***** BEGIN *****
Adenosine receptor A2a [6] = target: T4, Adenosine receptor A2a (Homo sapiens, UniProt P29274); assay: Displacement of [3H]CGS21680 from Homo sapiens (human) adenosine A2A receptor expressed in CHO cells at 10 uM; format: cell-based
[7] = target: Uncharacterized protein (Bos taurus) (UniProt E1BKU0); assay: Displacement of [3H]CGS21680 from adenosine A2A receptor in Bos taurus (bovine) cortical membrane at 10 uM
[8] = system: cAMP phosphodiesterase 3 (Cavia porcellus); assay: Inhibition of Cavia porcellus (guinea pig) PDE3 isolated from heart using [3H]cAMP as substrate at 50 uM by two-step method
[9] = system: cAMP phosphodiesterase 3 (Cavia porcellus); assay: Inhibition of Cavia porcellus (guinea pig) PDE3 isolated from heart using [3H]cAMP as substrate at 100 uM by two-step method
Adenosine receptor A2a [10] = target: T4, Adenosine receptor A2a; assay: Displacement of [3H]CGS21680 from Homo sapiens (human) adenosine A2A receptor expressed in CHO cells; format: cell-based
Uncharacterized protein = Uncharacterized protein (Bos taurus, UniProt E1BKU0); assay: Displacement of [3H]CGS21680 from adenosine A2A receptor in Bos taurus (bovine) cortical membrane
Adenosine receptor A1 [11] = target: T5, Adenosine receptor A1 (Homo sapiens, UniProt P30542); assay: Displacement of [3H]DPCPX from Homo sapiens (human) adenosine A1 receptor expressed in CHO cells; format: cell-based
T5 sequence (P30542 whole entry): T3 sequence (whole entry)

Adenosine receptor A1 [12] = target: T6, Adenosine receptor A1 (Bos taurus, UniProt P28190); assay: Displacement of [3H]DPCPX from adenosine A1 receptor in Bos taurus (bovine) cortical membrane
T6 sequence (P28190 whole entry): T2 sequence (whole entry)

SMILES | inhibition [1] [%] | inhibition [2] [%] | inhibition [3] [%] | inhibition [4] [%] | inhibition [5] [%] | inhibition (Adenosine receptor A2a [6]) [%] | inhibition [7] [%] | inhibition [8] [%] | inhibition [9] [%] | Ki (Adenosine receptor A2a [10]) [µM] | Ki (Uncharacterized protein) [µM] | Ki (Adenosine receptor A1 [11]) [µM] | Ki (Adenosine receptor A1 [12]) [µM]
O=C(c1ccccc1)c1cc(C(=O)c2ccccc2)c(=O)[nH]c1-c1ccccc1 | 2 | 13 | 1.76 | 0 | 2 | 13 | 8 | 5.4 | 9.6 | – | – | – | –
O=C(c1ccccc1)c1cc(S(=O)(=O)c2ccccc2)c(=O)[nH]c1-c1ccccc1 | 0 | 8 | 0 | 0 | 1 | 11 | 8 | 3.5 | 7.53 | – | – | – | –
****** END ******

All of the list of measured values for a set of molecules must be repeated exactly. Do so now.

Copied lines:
Adenosine receptor A2a [6] = target: T4, Adenosine receptor A2a (Homo sapiens, UniProt P29274); assay: Displacement of [3H]CGS21680 from Homo sapiens (human) adenosine A2A receptor expressed in CHO cells at 10 uM; format: cell-based
[7] = target: Uncharacterized protein (Bos taurus) (UniProt E1BKU0); assay: Displacement of [3H]CGS21680 from adenosine A2A receptor in Bos taurus (bovine) cortical membrane at 10 uM
[8] = system: cAMP phosphodiesterase 3 (Cavia porcellus); assay: Inhibition of Cavia porcellus (guinea pig) PDE3 isolated from heart using [3H]cAMP as substrate at 50 uM by two-step method
[9] = system: cAMP phosphodiesterase 3 (Cavia porcellus); assay: Inhibition of Cavia porcellus (guinea pig) PDE3 isolated from heart using [3H]cAMP as substrate at 100 uM by two-step method
Adenosine receptor A2a [10] = target: T4, Adenosine receptor A2a; assay: Displacement of [3H]CGS21680 from Homo sapiens (human) adenosine A2A receptor expressed in CHO cells; format: cell-based
Uncharacterized protein = Uncharacterized protein (Bos taurus, UniProt E1BKU0); assay: Displacement of [3H]CGS21680 from adenosine A2A receptor in Bos taurus (bovine) cortical membrane
Adenosine receptor A1 [11] = target: T5, Adenosine receptor A1 (Homo sapiens, UniProt P30542); assay: Displacement of [3H]DPCPX from Homo sapiens (human) adenosine A1 receptor expressed in CHO cells; format: cell-based
T5 sequence (P30542 whole entry): T3 sequence (whole entry)

Adenosine receptor A1 [12] = target: T6, Adenosine receptor A1 (Bos taurus, UniProt P28190); assay: Displacement of [3H]DPCPX from adenosine A1 receptor in Bos taurus (bovine) cortical membrane
T6 sequence (P28190 whole entry): T2 sequence (whole entry)

SMILES | inhibition [1] [%] | inhibition [2] [%] | inhibition [3] [%] | inhibition [4] [%] | inhibition [5] [%] | inhibition (Adenosine receptor A2a [6]) [%] | inhibition [7] [%] | inhibition [8] [%] | inhibition [9] [%] | Ki (Adenosine receptor A2a [10]) [µM] | Ki (Uncharacterized protein) [µM] | Ki (Adenosine receptor A1 [11]) [µM] | Ki (Adenosine receptor A1 [12]) [µM]
O=C(c1ccccc1)c1cc(C(=O)c2ccccc2)c(=O)[nH]c1-c1ccccc1 | 2 | 13 | 1.76 | 0 | 2 | 13 | 8 | 5.4 | 9.6 | – | – | – | –
O=C(c1ccccc1)c1cc(S(=O)(=O)c2ccccc2)c(=O)[nH]c1-c1ccccc1 | 0 | 8 | 0 | 0 | 1 | 11 | 8 | 3.5 | 7.53 | – | – | – | –